At step 105, the first party apparatus comprises a frequency shift keyed (FSK) demodulator which receives the ensuing FSK data representative of the third party DN from the data transmitter of the TCO during the silent interval of the initial CW tone signal cycle and translates it to a digital stream that is fed to the microprocessor of the first party apparatus which translates the data into the DN of the third party which is displayed in a display unit on the first party apparatus. The first party is then in a position to (1) accept or reject the call from the third party in a manner conventional for the call-waiting process, (2) enter a predetermined digit on his apparatus keypad while engaged in the existing ongoing conversation with the second party to dicate to the TCO that the third party is to be connected to the first and second parties for three-way conversations between the first, second and third parties, or (3) accept the call from the third party while the second party is placed on hold in a manner conventional for the call-waiting process and then, while privately speaking to the third party, enter a predetermined digit on his apparatus keypad to indicate to the TCO that the first party is to be connected to the first and third parties for three-way conversations between the first, second and third parties. To avoid ambiguity in operation of the invention, the call-waiting process is inhibited when the three-way conversations feature of the invention is in progress.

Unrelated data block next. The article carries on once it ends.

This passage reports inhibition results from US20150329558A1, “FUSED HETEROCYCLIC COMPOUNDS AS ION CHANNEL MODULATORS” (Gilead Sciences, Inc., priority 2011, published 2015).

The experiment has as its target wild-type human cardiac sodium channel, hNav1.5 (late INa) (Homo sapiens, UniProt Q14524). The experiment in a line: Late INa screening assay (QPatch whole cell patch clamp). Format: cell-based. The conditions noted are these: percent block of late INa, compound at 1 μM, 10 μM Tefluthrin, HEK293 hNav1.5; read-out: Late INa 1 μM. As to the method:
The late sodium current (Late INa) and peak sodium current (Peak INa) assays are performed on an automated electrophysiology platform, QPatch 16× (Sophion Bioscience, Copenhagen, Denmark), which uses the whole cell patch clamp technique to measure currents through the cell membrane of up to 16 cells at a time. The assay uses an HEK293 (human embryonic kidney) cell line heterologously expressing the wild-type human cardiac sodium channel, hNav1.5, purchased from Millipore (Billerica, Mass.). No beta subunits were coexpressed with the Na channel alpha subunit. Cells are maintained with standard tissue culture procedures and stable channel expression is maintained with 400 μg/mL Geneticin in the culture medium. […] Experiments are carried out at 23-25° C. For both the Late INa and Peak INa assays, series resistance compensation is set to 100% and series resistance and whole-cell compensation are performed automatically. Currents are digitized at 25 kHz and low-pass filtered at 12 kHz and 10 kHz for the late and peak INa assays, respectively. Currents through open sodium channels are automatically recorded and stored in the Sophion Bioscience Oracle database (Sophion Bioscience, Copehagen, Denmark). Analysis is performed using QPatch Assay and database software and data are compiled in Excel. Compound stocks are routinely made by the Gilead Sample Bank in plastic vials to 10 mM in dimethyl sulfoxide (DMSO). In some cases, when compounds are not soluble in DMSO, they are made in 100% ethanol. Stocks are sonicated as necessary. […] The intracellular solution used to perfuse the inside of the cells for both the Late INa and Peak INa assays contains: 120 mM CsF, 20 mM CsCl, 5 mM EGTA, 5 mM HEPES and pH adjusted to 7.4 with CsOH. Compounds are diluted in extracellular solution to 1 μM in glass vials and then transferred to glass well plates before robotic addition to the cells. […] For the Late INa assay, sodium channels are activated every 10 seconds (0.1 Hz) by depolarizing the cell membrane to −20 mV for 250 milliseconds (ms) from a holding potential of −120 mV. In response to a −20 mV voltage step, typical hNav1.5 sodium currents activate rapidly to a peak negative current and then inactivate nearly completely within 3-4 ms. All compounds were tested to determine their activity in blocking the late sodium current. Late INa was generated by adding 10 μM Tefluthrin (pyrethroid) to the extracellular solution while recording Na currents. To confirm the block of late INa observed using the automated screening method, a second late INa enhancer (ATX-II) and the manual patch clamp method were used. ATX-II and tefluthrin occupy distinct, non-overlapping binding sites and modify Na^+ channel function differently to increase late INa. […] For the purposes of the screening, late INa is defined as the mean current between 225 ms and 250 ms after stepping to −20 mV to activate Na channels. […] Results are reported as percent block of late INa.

At step 106, central control of the TCO determines whether various scanners of the TCO have detected a hookswitch flash on the first party loop due to the first party depressing the hook-switch on his apparatus to answer the call from the third party. If a hookswitch flash is detected, (step 107) prior art, central control connects the first party to the third party for a conversation while the second party is placed on hold in the manner conventional for the call-waiting process.